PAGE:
The main claims at issue in this case are the isolated DNA claims. Claim one is broad enough to cover naturally occurring DNA, and claim two is specific to synthetic DNA. In 2010, the district court came out with a decision holding that DNA was not patent eligible subject matter, which was a bit of a shock to us. Most of the rationale was focused on the idea that DNA embodies information, and regardless of what the actual molecule looks like, Myriad’s claim is for that defining characteristic. The case went up to the Federal Circuit where former chemist Judge Lourie held that technically the isolated DNA is different than natural DNA, because you have to break the covalent bonds to isolate the methylated gene. There were, of course, also policy reasons to uphold the claim like the reliance of the biotech industry on the USPTO already having granted these sorts of patents for nearly 20 years.
If you’re trying to draft a patent application for a computer-related invention, you’re basically left in a mess of opinions that the Federal Circuit refers to as CLS Bank Int’l v. Alice Corp. The decision, described by Judge Rader as a failure of his institution, left us wanting for just a tad –by a tad I actually mean a ton– more predictability. For now, we can only try to parse out why the opinions differed, take cues from our historical backdrop, and revise our prosecution strategy accordingly.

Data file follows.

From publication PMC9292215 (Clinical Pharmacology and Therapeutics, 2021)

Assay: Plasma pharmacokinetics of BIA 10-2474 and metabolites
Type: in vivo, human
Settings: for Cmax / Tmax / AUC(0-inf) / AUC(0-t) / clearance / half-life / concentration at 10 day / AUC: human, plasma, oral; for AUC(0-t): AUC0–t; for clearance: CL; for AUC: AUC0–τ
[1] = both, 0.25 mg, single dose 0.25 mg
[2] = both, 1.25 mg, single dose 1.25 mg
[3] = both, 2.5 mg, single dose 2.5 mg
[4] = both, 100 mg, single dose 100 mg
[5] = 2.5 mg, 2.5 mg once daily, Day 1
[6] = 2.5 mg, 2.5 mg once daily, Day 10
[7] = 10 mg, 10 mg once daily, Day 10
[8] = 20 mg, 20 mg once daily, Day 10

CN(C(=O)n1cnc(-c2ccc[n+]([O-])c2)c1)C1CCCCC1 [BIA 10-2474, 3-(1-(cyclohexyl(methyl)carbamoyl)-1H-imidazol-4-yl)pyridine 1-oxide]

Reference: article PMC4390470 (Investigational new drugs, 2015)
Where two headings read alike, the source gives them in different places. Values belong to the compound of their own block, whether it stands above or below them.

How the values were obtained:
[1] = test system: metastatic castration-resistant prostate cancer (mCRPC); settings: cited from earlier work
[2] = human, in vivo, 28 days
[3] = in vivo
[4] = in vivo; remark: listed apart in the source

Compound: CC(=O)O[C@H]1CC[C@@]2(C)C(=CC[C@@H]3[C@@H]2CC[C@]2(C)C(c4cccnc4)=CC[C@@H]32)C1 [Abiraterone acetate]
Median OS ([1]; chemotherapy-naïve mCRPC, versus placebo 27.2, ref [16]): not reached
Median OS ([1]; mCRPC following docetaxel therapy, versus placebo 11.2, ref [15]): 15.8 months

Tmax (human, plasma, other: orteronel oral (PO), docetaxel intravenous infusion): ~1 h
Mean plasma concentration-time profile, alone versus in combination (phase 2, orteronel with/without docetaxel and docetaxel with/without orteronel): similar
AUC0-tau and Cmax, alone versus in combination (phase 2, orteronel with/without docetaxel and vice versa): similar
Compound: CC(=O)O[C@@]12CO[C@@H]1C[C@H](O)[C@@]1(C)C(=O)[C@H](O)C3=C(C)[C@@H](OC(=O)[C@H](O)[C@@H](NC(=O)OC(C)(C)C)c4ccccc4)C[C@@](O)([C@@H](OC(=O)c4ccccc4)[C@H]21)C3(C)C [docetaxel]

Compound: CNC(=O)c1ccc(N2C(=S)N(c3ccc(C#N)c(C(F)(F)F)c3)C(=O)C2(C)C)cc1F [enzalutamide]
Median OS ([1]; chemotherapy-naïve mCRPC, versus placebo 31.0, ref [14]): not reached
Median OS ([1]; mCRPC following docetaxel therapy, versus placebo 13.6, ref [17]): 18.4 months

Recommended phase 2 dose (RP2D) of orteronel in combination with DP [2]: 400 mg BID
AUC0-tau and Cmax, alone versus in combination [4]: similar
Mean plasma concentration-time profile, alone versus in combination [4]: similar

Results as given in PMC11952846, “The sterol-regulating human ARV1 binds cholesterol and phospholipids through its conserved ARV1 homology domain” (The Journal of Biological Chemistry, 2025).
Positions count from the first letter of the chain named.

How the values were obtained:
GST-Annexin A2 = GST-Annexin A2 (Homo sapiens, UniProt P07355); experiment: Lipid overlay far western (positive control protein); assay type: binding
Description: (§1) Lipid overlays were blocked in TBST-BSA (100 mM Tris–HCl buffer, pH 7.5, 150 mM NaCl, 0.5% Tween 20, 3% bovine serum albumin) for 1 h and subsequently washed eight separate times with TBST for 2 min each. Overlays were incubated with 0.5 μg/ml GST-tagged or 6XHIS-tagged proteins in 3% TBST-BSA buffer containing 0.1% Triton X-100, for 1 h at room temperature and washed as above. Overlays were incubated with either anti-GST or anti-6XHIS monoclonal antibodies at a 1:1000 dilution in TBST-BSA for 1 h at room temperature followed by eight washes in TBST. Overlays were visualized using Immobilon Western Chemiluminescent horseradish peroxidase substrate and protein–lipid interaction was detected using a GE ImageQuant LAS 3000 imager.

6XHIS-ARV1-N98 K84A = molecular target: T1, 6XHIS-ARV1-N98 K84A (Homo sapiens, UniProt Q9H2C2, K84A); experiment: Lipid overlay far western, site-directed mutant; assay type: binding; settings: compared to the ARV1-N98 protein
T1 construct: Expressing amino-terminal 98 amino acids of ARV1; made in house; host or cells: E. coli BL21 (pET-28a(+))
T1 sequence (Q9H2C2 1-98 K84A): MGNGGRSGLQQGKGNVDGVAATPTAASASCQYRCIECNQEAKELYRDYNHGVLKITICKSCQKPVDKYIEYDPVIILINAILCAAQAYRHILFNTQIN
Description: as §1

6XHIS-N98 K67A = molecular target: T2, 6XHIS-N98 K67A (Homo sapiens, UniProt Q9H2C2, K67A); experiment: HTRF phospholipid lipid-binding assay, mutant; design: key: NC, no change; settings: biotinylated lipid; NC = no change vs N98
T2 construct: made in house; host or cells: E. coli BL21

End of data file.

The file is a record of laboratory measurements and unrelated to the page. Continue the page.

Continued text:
“A lot of times when we talk about patent eligibility we really need to know what the claims look like, so I thought we could spend four or five hours discussing this claim. Oh not enough time,” says Bruce Sunstein, founder of Sunstein, Kann, Murphy, and Timbers LLP at the 2013 AIPLA Annual Meeting. Fair point, Sunstein. So here’s the gist of CLS Bank. We have a computer readable medium claim in a format we’re accustomed to and that seems to be perfectly acceptable— program code for this program code for that. There are system claims that also would seem completely okay. Finally, there’s a method claim, which notably doesn’t include the word “computer.” Unfortunately for us, seeming completely okay was clearly not the test for patent eligibility. This was an en banc decision. The 10 available votes came out as follows:
Seven judges say method claims are not patent eligible.
Three judges say method claims are patent eligible.
Five judges say systems claims are not patent eligible.
Five judges say systems claims are patent eligible.
Judge Lourie writing with Dyk, Prost, Reyna, and Wallach says none of the claims are patent eligible. They reject the method claims for being too abstract. Then they say the storage and systems claims are just method claims in disguise, and so are also not patent eligible.